Imagine you want your plants to thrive and prosper. What would you do? Even with the smallest green thumb, regular and continuous watering seems to be obvious. Otherwise, you would risk that the plant dries out. In this case, the plant is damaged it or at least its rescue takes much more effort while using more water and fertilizer.
Probably you are now wondering why I am talking about plants. It is because growing a prosper plant is similar to developing a strong brand. A strong brand is a value-adding factor. On an average, the brand value accounts for almost 50 percent of the company value (BIESALSKI & COMPANY, benchmark database, 2016). However, to get there the brand needs continuous and regular investments at an appropriate level. Pretty much as the plant, that needs water to grow.
To be aware of the relevance of brand investments is so important because they are directly manageable and assignable to efficient measures in the marketing mix. Having said that, it is the only way to influence the buying decision of the customer by increasing his perception, attitude and preference towards the brand. In turn, this can raise the market share and economic success of the company (see illustration below).
Creating a strong brand takes time and needs continuity of brand investments. This is not only a matter of fact in B2C but also in B2B. When you think about brand investments, you probably first come up with strong consumer brands like Apple, Google and Co. However, also more unknown brands in the B2B sector like Herrenknecht or Otto Bock are equally strong in their specific target group. Why? Because they have invested in the brand over decades in a focused and efficient manner. Less in advertisement but rather in innovations, product and service quality and customer orientation (BIESALSKI & COMPANY, „Die Marken der deutschen Hidden Champions 2015“). As investments have a delayed impact on the value added of the brand (e.g. in terms of higher market shares) it is important to spend the money sustainably in the long-term, as the graphic below illustrates.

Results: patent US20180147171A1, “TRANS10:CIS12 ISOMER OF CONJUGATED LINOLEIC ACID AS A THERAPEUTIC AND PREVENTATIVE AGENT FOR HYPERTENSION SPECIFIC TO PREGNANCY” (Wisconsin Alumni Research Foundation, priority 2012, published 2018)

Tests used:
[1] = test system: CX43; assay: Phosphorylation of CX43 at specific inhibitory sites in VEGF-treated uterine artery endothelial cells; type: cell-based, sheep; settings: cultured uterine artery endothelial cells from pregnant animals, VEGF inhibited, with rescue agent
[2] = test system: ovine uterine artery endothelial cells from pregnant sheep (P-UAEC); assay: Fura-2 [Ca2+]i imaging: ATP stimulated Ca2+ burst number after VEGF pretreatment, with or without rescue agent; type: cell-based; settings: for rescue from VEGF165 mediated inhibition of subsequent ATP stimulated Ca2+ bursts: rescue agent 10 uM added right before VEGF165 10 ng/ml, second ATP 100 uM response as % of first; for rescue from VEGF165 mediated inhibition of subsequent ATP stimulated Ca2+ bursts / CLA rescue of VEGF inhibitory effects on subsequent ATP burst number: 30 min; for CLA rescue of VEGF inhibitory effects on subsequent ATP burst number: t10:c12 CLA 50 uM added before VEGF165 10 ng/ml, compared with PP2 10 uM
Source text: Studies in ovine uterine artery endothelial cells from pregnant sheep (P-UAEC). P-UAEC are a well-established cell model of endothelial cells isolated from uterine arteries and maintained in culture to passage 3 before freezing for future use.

Missing brand spending will result in brand erosion
So far, it is all best practice. Think about a company that exploits its brand while investing in it only on a low level. That is unfortunately also common practice. It is the same as for the plant without water – the brand will erode. How this looks like in a specific example can be seen in the case below. Based on a real example of a once leading German commodity producer we can see that first the brand picture gets less clear, attractive and differentiating to the customers. Consequently trust and loyalty decreases leading to a lower brand equity. Based on this, customers penalise the brand with a lower willingness to pay leading to a decrease in price premium. Concisely, the brand got in serious problems only within 10 years whereas the main competitor did well and out-competed the brand.
Keep in mind that the brand is a crucial value-adding factor. If you want to profit from the brand, put sufficient money in it in the long-term. The brand will reward you with higher sales and prices. The best thing about that: The output should be much higher than the amount of spending you put into the brand – provided you did the most things right. You want to learn how Hidden Champions do things right? Read the study ‘Die Marken der Hidden Champions 2015’.